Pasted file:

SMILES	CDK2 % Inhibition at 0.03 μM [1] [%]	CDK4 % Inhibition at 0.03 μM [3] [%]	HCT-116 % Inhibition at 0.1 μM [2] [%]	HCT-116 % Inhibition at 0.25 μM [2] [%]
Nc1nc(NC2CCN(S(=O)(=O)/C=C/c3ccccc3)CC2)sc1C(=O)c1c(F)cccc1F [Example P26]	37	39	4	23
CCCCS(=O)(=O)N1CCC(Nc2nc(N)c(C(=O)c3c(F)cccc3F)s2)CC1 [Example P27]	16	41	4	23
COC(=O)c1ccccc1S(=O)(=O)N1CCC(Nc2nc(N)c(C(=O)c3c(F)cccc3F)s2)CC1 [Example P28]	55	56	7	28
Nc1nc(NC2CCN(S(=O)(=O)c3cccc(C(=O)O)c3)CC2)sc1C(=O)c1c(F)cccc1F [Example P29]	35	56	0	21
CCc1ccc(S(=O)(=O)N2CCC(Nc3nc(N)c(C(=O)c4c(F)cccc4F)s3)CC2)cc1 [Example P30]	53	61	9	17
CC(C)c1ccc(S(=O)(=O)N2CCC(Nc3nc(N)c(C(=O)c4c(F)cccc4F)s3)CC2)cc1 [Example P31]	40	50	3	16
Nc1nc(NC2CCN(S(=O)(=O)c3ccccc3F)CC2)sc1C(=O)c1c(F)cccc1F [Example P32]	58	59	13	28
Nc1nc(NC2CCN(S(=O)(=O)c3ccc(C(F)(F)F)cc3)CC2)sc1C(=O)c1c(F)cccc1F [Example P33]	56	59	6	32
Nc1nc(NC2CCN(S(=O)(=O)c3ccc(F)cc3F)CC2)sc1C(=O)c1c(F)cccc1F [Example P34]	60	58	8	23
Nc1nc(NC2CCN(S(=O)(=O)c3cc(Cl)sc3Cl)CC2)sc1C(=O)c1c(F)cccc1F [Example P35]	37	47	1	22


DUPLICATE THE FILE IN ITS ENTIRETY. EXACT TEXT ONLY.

SMILES	CDK2 % Inhibition at 0.03 μM [1] [%]	CDK4 % Inhibition at 0.03 μM [3] [%]	HCT-116 % Inhibition at 0.1 μM [2] [%]	HCT-116 % Inhibition at 0.25 μM [2] [%]
Nc1nc(NC2CCN(S(=O)(=O)/C=C/c3ccccc3)CC2)sc1C(=O)c1c(F)cccc1F [Example P26]	37	39	4	23
CCCCS(=O)(=O)N1CCC(Nc2nc(N)c(C(=O)c3c(F)cccc3F)s2)CC1 [Example P27]	16	41	4	23
COC(=O)c1ccccc1S(=O)(=O)N1CCC(Nc2nc(N)c(C(=O)c3c(F)cccc3F)s2)CC1 [Example P28]	55	56	7	28
Nc1nc(NC2CCN(S(=O)(=O)c3cccc(C(=O)O)c3)CC2)sc1C(=O)c1c(F)cccc1F [Example P29]	35	56	0	21
CCc1ccc(S(=O)(=O)N2CCC(Nc3nc(N)c(C(=O)c4c(F)cccc4F)s3)CC2)cc1 [Example P30]	53	61	9	17
CC(C)c1ccc(S(=O)(=O)N2CCC(Nc3nc(N)c(C(=O)c4c(F)cccc4F)s3)CC2)cc1 [Example P31]	40	50	3	16
Nc1nc(NC2CCN(S(=O)(=O)c3ccccc3F)CC2)sc1C(=O)c1c(F)cccc1F [Example P32]	58	59	13	28
Nc1nc(NC2CCN(S(=O)(=O)c3ccc(C(F)(F)F)cc3)CC2)sc1C(=O)c1c(F)cccc1F [Example P33]	56	59	6	32
Nc1nc(NC2CCN(S(=O)(=O)c3ccc(F)cc3F)CC2)sc1C(=O)c1c(F)cccc1F [Example P34]	60	58	8	23
Nc1nc(NC2CCN(S(=O)(=O)c3cc(Cl)sc3Cl)CC2)sc1C(=O)c1c(F)cccc1F [Example P35]	37	47	1	22